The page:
IN Panel Votes to Repeal Common Core, NY Data Monster, and More: Thursday’s Ed News Roundup

Published January 29, 2014

Thursday’s ed news

INDIANA: A Senate panel passes a bill to replace Common Core.

NEW YORK: The state department of education is almost done creating a data system that will follow children “throughout their lives.” 

COLORADO: Lawmakers kill an education tax-credit bill

MARYLAND: The state repeals its no-tolerance school discipline policy. 

RURAL CHOICE: How rural communities can benefit from charter schools. 

NEW JERSEY: Why supposedly good results from the state’s preschool system don’t hold water. 

WYOMING: The embattled state superintendent wins her state Supreme Court case

TEXTBOOKS: The end of $300 textbooks and the textbook cartel is ending, says Mark Perry. 


Wednesday’s ed news

OKLAHOMA: Voters support school choice for all and are willing to consider turning government preschool into vouchers.

INDIANA: The number of students enrolled in statewide vouchers has doubled to nearly 20,000.

ALASKA: More Republicans sign onto a bid to make school vouchers possible by amending the state constitution,  

MISSOURI: An unaccredited St. Louis-area school district facing possible bankruptcy could pay as much as $130,000 to lobby for a bailout.

FEDS: Why federal vouchers aren’t a good idea.

OKLAHOMA: Seven bills to repeal or limit Common Core have been filed.

IDAHO: Schools chief Tom Luna won’t seek re-election

UTAH: A state lawmaker wants more money for online preschool

TESTS: How people misuse test results

WISCONSIN: A new bill would make all voucher kids take the state test and force low-performing schools to close or convert to charters. 


Tuesday’s ed news

WISCONSIN: Gov. Walker says he supports changing Common Core, but his proposal would hardly change the standards.

WISCONSIN: Today, lawmakers will revive a bill that would give vouchers to special-needs students.

ALASKA: Gov. Sean Parnell wants to bring more public and private school choice to the state.

GEORGIA: Why the state needs school vouchers atop its existing charter and tax-credit scholarship laws.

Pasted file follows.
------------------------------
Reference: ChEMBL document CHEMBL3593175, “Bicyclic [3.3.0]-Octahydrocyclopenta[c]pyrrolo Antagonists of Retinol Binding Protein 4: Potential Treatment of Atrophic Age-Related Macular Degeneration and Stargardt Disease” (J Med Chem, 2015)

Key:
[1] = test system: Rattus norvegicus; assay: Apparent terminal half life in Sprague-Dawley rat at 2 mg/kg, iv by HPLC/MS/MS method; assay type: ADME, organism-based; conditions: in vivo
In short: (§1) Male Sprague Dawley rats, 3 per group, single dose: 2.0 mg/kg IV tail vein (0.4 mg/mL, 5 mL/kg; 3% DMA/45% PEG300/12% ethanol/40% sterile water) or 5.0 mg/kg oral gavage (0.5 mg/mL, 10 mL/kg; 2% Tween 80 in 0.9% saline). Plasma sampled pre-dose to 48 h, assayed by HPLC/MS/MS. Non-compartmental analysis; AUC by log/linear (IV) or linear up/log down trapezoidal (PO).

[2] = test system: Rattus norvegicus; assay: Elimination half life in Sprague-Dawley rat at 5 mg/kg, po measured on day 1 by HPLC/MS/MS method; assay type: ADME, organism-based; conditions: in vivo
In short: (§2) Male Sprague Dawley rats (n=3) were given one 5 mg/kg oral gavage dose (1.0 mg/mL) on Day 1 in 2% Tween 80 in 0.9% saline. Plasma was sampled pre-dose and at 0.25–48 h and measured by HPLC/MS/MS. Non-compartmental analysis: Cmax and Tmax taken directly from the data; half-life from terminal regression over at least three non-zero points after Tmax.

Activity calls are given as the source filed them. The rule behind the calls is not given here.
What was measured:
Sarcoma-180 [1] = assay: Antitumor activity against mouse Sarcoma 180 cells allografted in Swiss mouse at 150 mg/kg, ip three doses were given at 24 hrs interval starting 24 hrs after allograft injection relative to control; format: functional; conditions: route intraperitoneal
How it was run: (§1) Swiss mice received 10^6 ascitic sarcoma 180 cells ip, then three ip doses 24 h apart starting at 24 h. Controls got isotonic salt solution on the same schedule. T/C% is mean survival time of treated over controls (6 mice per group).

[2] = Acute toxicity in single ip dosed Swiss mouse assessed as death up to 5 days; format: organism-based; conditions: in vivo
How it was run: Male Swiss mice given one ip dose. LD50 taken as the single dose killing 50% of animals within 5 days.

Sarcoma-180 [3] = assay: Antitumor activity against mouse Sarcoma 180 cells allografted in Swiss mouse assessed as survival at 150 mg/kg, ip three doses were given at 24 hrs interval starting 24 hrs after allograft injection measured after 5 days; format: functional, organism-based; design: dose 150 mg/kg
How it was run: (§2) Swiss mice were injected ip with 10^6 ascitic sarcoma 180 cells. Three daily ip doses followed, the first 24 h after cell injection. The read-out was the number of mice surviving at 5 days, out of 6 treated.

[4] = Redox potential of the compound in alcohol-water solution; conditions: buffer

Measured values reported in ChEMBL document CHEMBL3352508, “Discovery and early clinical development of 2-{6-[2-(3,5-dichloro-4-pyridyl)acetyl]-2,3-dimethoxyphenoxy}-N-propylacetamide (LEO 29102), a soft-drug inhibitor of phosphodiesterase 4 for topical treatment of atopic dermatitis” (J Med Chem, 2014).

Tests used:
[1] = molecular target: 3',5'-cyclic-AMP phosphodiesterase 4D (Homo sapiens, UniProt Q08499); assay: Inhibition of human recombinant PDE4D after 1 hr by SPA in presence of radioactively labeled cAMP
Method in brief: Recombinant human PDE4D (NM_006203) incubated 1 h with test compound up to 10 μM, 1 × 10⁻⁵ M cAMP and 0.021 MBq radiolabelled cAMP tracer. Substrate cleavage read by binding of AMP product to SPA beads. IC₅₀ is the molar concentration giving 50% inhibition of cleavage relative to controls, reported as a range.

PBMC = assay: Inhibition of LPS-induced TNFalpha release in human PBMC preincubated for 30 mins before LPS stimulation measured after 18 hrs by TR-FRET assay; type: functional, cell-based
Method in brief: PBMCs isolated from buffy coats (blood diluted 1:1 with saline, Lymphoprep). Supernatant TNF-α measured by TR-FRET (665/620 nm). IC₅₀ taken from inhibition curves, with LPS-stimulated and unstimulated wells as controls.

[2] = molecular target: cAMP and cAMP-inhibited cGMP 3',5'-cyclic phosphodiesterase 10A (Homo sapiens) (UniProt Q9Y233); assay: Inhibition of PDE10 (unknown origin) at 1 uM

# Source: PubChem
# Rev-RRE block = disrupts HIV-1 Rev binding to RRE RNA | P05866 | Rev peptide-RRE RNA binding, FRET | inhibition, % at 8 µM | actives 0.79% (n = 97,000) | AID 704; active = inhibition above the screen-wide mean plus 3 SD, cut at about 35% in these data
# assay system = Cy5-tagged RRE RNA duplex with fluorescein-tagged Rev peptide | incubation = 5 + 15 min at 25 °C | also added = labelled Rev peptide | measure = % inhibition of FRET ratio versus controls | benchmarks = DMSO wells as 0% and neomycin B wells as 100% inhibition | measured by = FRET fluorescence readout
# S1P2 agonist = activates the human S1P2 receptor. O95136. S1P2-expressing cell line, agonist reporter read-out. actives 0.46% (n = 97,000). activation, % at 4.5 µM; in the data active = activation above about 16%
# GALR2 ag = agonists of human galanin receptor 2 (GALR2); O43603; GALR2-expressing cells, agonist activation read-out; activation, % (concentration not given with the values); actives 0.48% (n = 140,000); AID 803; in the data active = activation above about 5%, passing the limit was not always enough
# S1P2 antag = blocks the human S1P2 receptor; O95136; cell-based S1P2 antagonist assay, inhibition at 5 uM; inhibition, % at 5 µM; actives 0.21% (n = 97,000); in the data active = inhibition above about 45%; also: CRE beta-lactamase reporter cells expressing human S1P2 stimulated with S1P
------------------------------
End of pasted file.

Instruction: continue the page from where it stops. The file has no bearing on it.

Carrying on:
IOWA:  The state debates whether to adopt national science standards.

FEDS: The Obama administration will plow another $39 million into a failed school turnaround program. And districts in five states have rejected federal Race to the Top funds, citing high costs of compliance and privacy concerns. 

READING: Fourth graders nationwide improve their reading skills, but most still do not read well. 

STATISM: Why leftists push for “global citizenship” in schools. 

HIGHER ED: Top liberal arts colleges cost a lot but don’t provide a very good education, a report finds. 


Monday’s ed news

NATIONAL CHOICE: Tomorrow, two U.S. Senators will unveil school choice legislation as an answer to President Obama’s call for an end to income inequality.

TENNESSEE: Lawmakers try to compromise with the governor by offering a voucher bill that would offer choice to students attending the state’s worst 10 percent of schools.

NEW YORK: The nation’s largest teachers union local is at odds with its parent union over Common Core, and says other unions nationwide are having similar doubts.

COLORADO: A coalition of mothers has convinced a state senator to introduce a bill delaying Common Core and its national tests.

WISCONSIN: Parents protest the forced return of a porn-watching teacher to their kids’ middle school.

CALIFORNIA: Los Angeles libraries will offer an online high school to dropouts.

CONNECTICUT: A high-achieving charter network will radically rethink itself after deciding it spends too much time preparing students for “low-level tests.”

THOUGHT EXPERIMENT: What if we ran education more like Medicare and gave people far more choices?


For last week’s School Reform News roundup, click here.
For other top-notch school reform news selections, visit: 

Image by Mo Riza.